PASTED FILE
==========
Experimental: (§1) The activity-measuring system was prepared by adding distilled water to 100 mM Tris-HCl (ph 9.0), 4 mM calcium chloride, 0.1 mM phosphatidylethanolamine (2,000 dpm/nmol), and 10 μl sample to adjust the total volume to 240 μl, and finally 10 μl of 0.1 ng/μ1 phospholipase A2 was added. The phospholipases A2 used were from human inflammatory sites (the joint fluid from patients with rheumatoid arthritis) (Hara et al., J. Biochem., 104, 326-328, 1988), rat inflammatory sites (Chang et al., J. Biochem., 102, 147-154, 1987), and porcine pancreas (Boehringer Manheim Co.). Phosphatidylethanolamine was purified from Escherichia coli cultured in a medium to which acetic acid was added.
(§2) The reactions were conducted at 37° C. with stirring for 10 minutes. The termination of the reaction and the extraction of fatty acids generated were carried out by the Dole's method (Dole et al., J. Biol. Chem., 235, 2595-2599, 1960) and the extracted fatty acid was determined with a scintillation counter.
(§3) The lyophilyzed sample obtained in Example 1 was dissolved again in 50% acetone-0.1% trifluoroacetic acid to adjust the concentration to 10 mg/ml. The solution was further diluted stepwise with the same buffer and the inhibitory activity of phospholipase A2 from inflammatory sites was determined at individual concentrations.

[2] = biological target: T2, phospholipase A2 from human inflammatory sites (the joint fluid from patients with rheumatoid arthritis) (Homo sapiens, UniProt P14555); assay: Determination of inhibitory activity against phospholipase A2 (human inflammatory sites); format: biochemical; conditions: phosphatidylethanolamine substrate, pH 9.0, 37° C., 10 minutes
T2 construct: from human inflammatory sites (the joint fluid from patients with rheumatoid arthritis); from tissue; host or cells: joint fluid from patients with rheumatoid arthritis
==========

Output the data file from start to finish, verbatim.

Experimental: (§1) The activity-measuring system was prepared by adding distilled water to 100 mM Tris-HCl (ph 9.0), 4 mM calcium chloride, 0.1 mM phosphatidylethanolamine (2,000 dpm/nmol), and 10 μl sample to adjust the total volume to 240 μl, and finally 10 μl of 0.1 ng/μ1 phospholipase A2 was added. The phospholipases A2 used were from human inflammatory sites (the joint fluid from patients with rheumatoid arthritis) (Hara et al., J. Biochem., 104, 326-328, 1988), rat inflammatory sites (Chang et al., J. Biochem., 102, 147-154, 1987), and porcine pancreas (Boehringer Manheim Co.). Phosphatidylethanolamine was purified from Escherichia coli cultured in a medium to which acetic acid was added.
(§2) The reactions were conducted at 37° C. with stirring for 10 minutes. The termination of the reaction and the extraction of fatty acids generated were carried out by the Dole's method (Dole et al., J. Biol. Chem., 235, 2595-2599, 1960) and the extracted fatty acid was determined with a scintillation counter.
(§3) The lyophilyzed sample obtained in Example 1 was dissolved again in 50% acetone-0.1% trifluoroacetic acid to adjust the concentration to 10 mg/ml. The solution was further diluted stepwise with the same buffer and the inhibitory activity of phospholipase A2 from inflammatory sites was determined at individual concentrations.

[2] = biological target: T2, phospholipase A2 from human inflammatory sites (the joint fluid from patients with rheumatoid arthritis) (Homo sapiens, UniProt P14555); assay: Determination of inhibitory activity against phospholipase A2 (human inflammatory sites); format: biochemical; conditions: phosphatidylethanolamine substrate, pH 9.0, 37° C., 10 minutes
T2 construct: from human inflammatory sites (the joint fluid from patients with rheumatoid arthritis); from tissue; host or cells: joint fluid from patients with rheumatoid arthritis